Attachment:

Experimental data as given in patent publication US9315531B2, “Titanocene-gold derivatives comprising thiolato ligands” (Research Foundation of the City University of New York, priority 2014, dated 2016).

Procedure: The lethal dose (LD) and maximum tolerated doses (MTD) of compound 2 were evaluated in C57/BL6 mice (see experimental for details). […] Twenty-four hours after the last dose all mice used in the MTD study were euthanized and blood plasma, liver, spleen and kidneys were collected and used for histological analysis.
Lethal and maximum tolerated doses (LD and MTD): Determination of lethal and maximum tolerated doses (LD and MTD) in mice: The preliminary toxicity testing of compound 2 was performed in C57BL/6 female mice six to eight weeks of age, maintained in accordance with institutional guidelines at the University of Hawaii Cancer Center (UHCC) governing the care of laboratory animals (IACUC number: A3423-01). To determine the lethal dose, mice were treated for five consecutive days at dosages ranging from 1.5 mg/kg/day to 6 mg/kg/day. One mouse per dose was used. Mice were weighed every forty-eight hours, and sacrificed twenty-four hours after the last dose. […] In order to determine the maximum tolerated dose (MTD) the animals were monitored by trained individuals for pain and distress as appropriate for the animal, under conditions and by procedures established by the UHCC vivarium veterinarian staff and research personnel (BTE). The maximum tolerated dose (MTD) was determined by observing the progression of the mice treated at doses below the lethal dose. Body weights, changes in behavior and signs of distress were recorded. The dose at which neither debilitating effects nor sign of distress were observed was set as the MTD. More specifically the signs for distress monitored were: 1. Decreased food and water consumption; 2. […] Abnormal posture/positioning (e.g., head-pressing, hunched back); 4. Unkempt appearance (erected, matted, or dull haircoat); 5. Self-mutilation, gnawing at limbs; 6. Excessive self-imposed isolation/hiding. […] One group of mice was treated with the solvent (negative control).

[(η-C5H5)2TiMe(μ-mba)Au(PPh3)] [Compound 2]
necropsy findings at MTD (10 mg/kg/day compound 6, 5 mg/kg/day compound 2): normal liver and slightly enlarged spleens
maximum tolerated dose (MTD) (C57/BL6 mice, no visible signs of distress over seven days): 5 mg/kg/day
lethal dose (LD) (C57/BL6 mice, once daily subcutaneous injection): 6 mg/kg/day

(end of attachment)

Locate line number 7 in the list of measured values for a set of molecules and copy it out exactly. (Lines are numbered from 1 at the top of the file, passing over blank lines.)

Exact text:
lethal dose (LD) (C57/BL6 mice, once daily subcutaneous injection): 6 mg/kg/day